Analogy the Un-Logic
I'm never completely wrong, because I'm never completely certain.
Therefore, within my uncertainty I am somewhat right, even when I'm wrong.
It's a logical loophole you see. It's an analogy.
It allows me to win alittle, even when I loose alot;
which is always better than loosing everything.
That's how life survives, even when it dies.
That's how creativity thrives, even when sorrow cries.
People we've known have shaped our space-times and we
never loose that, even when separated from each other
by the horizon. We are forever entangled in our meeting.
Mathematics uses the idea of convergence at infinity in much
the same manner as Richard Dawkin's god meme has become the
new age equivalent of 'globalization' or McLuhan's Global Villiage.
The lottery for instance, is considered a "fair game" mathematically
(statistically), only in the limit of an infinite convergence; this
is the mathematical 'proof' of the fairness of the game whereas
the empirical proof is wholely lacking to the extent that people
often loose when playing the lottery. Why do people play the lottery
In the same manner we can ask why don't people easily become disgruntled
with the ups and downs of life and give up, thinking of life as an
unfair game ?
The reason is apparently the same as in the case of the lottery.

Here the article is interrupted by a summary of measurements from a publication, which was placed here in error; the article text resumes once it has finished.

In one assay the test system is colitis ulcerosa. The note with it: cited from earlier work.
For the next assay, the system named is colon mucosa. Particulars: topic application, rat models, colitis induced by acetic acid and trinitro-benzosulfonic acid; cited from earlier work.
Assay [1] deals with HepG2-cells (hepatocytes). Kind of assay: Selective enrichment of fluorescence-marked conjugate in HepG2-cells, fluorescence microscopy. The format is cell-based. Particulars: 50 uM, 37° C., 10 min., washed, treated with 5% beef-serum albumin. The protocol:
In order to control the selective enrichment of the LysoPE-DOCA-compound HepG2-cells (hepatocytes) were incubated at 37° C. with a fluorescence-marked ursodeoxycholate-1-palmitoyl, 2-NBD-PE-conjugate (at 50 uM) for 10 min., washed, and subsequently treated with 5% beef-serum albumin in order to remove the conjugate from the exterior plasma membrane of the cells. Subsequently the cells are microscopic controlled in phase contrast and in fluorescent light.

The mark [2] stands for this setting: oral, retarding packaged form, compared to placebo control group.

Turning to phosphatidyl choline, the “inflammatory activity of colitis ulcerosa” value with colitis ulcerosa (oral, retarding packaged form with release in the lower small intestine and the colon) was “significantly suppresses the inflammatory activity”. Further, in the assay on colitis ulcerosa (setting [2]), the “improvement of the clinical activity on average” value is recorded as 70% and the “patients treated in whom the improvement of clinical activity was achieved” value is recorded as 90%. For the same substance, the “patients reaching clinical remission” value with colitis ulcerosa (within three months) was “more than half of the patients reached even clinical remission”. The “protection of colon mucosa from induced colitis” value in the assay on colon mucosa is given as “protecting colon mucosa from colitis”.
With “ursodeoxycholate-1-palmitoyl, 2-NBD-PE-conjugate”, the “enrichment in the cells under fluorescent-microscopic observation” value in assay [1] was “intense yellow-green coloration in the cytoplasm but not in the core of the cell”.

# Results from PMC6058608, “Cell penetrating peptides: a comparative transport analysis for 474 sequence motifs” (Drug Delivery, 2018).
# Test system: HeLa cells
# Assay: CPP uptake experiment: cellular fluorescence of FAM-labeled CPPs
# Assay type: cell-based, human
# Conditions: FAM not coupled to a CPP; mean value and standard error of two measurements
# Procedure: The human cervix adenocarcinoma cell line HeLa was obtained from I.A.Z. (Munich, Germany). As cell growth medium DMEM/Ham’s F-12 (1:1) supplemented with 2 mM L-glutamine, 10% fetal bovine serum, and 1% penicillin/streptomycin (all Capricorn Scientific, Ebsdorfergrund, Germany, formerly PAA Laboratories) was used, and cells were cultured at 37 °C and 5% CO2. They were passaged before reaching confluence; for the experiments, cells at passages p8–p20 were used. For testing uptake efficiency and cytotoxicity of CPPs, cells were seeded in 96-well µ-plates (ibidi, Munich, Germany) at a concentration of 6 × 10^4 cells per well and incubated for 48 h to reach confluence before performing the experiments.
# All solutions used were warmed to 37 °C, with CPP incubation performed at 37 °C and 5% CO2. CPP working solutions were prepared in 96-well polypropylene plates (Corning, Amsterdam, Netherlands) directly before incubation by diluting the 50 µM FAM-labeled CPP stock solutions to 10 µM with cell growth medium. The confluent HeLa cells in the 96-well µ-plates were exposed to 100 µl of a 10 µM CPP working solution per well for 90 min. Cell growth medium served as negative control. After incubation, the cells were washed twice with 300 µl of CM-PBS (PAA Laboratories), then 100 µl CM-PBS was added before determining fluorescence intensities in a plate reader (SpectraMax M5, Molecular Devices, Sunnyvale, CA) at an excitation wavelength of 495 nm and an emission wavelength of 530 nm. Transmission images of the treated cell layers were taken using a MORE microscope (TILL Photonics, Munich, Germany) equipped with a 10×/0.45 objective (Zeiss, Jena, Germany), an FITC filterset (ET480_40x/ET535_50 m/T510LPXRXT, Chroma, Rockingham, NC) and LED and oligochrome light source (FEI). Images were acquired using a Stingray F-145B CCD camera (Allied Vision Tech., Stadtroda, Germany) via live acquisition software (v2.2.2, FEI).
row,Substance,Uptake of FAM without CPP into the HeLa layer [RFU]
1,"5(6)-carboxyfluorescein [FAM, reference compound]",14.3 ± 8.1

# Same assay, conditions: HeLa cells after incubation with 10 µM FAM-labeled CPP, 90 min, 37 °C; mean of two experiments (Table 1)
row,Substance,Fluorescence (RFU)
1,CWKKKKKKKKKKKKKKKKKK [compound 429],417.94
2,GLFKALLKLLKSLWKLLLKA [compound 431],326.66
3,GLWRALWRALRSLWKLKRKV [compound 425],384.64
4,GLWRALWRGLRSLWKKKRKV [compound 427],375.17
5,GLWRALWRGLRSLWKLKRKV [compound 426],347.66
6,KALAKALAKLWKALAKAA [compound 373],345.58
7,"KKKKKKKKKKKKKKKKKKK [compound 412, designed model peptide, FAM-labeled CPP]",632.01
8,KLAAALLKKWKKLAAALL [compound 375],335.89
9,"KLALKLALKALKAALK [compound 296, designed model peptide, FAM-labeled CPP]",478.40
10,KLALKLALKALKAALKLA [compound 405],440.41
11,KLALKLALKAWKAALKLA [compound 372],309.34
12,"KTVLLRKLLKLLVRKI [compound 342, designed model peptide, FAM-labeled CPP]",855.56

While there is no empirical evidence that life is a "fair game",
there is an overwhelming feeling that it _is_, in some infinite limit.
Is this belief, the same "blind" (or non-empirical) faith that
mathematicians have in their proof that the lottery is a fair game ?
On the theological side, the ideal of fairness in life is embodied
in the god concept or meme, while on the science side, the ideal of
fairness is associated with an infinite limit. The mathmatical approach
shows a non-deterministic convergence and here "non-deterministic"
means "sometimes wrong".
Theo(logical) histories are recorded analogically or metaphorically
whereas scientific (logical) histories are recorded logically or causually.
This complementary nature between the method of recording historical
progression (the former being spatial while the later being temporal)
can probably be addressed more formally in terms of functional domains
or at least in terms of Saussure's equivalent methods regarding linguistics.
Empiricism sometimes precedes lyricism. The music becomes more
advanced than the ability to interpret it and provide suitable words
to go along with it. This seems to be the case in quantum theory which
is woefully inadequate for interpreting holography and totally unesscessary
for describing the construction of a simple radio transceiver. But in
many other areas this is the case as well; for instance, statistics is
rampant with interpretive problems even though it is far advanced in
its empirical applications. Often we know more about how to do something
than why, or whether we should do that something.
Analogic sometimes precedes logic as in the case of theory predicting
results before they are empirically measured, but this is rare and
the role of analogy in theory is poorly understood as it is not logical
and therefore regarded in classical science and mathematics as being
outside of formal consideration. More recently however, non-bivalent
logics are becoming popular and analogies will undoubtably be included
in a more modern "science".